In modern petrol engines with direct injection, the gasoline particulate filter reduces the emission of soot particles.
Since September 2018 the new emission standard Euro 6d-temp has applied for all new sold vehicles. A maximum of 6 x 10 11 particles per kilometre may be emitted by petrol engines since this point in time. As the particles emitted by petrol engines are so small that their mass can barely be measured, for a long time they were ignored. The problem of these “ultra-small particles” is that they are not only small enough to get into human lungs, and therefore other organs, but they are also carcinogenic.
Vehicles which were first registered before September 2018 are not affected by this new regulation.
Soot particles are mainly a problem in diesel engines. But particles are also emitted in modern petrol engines with direct injection. This involves residues which arise from the combustion of the air-fuel mixture because the fuel is not fully combusted. A gasoline particulate filter, or GPF, is a system to reduce these particles in the exhaust gases from petrol engines.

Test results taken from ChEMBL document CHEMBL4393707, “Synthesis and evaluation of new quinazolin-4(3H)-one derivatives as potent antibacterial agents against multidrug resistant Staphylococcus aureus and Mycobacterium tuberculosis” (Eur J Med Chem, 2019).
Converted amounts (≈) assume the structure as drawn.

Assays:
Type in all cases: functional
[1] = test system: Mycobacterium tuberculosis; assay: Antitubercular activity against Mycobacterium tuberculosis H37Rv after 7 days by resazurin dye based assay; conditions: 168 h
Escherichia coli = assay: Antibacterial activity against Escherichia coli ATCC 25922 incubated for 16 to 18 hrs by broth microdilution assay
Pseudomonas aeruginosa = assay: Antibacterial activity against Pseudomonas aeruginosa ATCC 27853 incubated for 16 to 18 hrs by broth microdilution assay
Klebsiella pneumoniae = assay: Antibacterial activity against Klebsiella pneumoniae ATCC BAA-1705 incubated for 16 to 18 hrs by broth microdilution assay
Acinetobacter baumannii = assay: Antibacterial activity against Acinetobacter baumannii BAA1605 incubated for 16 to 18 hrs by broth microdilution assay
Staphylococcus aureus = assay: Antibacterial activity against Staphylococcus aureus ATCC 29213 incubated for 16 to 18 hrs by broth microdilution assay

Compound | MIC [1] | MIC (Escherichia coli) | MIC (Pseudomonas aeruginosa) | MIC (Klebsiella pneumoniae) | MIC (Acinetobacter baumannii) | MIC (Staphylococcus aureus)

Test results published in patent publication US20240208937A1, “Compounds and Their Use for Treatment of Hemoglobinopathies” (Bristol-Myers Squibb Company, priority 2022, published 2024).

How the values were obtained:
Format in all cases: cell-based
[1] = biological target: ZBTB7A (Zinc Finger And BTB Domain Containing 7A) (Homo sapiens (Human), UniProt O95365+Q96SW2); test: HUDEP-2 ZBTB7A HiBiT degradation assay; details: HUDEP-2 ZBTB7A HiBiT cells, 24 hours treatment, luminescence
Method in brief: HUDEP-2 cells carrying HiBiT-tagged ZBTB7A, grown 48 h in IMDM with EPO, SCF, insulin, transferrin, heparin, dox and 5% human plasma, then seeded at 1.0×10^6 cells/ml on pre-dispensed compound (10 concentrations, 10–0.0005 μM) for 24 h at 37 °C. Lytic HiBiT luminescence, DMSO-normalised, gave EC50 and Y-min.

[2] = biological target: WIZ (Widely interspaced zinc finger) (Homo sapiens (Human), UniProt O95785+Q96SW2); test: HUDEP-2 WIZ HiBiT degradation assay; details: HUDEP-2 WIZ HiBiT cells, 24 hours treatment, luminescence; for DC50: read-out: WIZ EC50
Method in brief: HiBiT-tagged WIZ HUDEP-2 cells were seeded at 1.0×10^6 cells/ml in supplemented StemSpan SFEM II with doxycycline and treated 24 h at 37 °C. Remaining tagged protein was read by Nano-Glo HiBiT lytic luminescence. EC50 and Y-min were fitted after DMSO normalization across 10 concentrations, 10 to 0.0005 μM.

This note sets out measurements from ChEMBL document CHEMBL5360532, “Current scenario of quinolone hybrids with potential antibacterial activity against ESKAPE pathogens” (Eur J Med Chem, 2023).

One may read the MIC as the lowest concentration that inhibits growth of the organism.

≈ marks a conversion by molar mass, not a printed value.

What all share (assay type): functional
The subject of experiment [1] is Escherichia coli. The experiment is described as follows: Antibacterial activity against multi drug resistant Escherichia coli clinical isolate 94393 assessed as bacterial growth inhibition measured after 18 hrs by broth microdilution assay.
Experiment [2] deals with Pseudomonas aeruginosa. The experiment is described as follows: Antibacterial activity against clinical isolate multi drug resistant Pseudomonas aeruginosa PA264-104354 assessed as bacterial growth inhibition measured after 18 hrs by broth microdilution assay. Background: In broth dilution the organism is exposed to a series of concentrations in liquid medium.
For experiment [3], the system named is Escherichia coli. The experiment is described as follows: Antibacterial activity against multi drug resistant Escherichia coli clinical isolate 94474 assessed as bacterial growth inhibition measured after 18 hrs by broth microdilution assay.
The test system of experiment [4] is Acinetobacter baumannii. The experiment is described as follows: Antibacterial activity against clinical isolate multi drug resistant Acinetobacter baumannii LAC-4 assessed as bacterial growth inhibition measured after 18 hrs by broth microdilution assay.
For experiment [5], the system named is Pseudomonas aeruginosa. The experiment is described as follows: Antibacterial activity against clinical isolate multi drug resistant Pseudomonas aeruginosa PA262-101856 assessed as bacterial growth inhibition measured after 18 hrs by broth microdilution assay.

The hot exhaust gas flow is channelled into the filter housing. Here the exhaust gases flow through the filter material. Highly porous and strongly heat-resistant cordierite ceramics are mostly used here. Due to the high exhaust gas temperatures – around 200° C higher than in diesel engines – the soot particles on the filter are constantly burned by the hot exhaust gas from the combustion chamber. Active cleaning (“filter regeneration”), like with diesel particulate filters, is therefore not required for normal operation.